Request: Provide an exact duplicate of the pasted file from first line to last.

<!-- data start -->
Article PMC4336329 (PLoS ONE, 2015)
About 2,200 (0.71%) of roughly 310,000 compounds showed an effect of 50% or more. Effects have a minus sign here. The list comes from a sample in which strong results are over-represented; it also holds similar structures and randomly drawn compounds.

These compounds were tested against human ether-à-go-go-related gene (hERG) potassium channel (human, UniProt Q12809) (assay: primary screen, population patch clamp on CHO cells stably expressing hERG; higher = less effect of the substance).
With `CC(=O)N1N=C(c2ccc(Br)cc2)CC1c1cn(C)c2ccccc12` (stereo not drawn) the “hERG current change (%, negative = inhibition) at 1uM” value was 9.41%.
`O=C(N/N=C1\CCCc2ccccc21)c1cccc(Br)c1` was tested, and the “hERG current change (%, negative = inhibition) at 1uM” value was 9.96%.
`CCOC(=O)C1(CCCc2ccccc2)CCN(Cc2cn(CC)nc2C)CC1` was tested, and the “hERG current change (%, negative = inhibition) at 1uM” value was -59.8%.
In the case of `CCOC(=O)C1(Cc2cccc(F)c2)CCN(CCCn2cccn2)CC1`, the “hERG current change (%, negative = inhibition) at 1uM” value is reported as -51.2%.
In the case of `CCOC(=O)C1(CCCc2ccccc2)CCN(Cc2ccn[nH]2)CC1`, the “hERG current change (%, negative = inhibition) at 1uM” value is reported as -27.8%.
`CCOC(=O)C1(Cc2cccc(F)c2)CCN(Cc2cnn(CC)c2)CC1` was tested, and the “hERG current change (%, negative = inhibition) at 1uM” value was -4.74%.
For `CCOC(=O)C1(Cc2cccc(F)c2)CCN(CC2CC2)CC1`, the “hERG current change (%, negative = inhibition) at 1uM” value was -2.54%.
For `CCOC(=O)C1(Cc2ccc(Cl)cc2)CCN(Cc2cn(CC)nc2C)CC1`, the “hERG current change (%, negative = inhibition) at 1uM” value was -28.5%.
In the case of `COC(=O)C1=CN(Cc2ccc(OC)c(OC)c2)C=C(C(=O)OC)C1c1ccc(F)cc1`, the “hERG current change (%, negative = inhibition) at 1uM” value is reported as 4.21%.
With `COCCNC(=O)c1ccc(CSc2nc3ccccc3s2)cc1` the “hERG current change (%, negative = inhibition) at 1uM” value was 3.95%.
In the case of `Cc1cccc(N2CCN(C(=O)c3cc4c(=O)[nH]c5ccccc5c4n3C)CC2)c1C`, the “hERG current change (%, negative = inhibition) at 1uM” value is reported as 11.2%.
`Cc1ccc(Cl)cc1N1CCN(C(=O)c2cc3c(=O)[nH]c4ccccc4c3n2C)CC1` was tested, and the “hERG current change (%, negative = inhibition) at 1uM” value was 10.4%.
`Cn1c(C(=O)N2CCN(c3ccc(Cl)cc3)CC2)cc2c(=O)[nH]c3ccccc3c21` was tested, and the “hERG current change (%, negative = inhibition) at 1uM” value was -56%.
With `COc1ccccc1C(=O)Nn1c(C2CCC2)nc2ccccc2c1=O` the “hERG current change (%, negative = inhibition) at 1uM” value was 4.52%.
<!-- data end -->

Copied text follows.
Article PMC4336329 (PLoS ONE, 2015)
About 2,200 (0.71%) of roughly 310,000 compounds showed an effect of 50% or more. Effects have a minus sign here. The list comes from a sample in which strong results are over-represented; it also holds similar structures and randomly drawn compounds.

These compounds were tested against human ether-à-go-go-related gene (hERG) potassium channel (human, UniProt Q12809) (assay: primary screen, population patch clamp on CHO cells stably expressing hERG; higher = less effect of the substance).
With `CC(=O)N1N=C(c2ccc(Br)cc2)CC1c1cn(C)c2ccccc12` (stereo not drawn) the “hERG current change (%, negative = inhibition) at 1uM” value was 9.41%.
`O=C(N/N=C1\CCCc2ccccc21)c1cccc(Br)c1` was tested, and the “hERG current change (%, negative = inhibition) at 1uM” value was 9.96%.
`CCOC(=O)C1(CCCc2ccccc2)CCN(Cc2cn(CC)nc2C)CC1` was tested, and the “hERG current change (%, negative = inhibition) at 1uM” value was -59.8%.
In the case of `CCOC(=O)C1(Cc2cccc(F)c2)CCN(CCCn2cccn2)CC1`, the “hERG current change (%, negative = inhibition) at 1uM” value is reported as -51.2%.
In the case of `CCOC(=O)C1(CCCc2ccccc2)CCN(Cc2ccn[nH]2)CC1`, the “hERG current change (%, negative = inhibition) at 1uM” value is reported as -27.8%.
`CCOC(=O)C1(Cc2cccc(F)c2)CCN(Cc2cnn(CC)c2)CC1` was tested, and the “hERG current change (%, negative = inhibition) at 1uM” value was -4.74%.
For `CCOC(=O)C1(Cc2cccc(F)c2)CCN(CC2CC2)CC1`, the “hERG current change (%, negative = inhibition) at 1uM” value was -2.54%.
For `CCOC(=O)C1(Cc2ccc(Cl)cc2)CCN(Cc2cn(CC)nc2C)CC1`, the “hERG current change (%, negative = inhibition) at 1uM” value was -28.5%.
In the case of `COC(=O)C1=CN(Cc2ccc(OC)c(OC)c2)C=C(C(=O)OC)C1c1ccc(F)cc1`, the “hERG current change (%, negative = inhibition) at 1uM” value is reported as 4.21%.
With `COCCNC(=O)c1ccc(CSc2nc3ccccc3s2)cc1` the “hERG current change (%, negative = inhibition) at 1uM” value was 3.95%.
In the case of `Cc1cccc(N2CCN(C(=O)c3cc4c(=O)[nH]c5ccccc5c4n3C)CC2)c1C`, the “hERG current change (%, negative = inhibition) at 1uM” value is reported as 11.2%.
`Cc1ccc(Cl)cc1N1CCN(C(=O)c2cc3c(=O)[nH]c4ccccc4c3n2C)CC1` was tested, and the “hERG current change (%, negative = inhibition) at 1uM” value was 10.4%.
`Cn1c(C(=O)N2CCN(c3ccc(Cl)cc3)CC2)cc2c(=O)[nH]c3ccccc3c21` was tested, and the “hERG current change (%, negative = inhibition) at 1uM” value was -56%.
With `COc1ccccc1C(=O)Nn1c(C2CCC2)nc2ccccc2c1=O` the “hERG current change (%, negative = inhibition) at 1uM” value was 4.52%.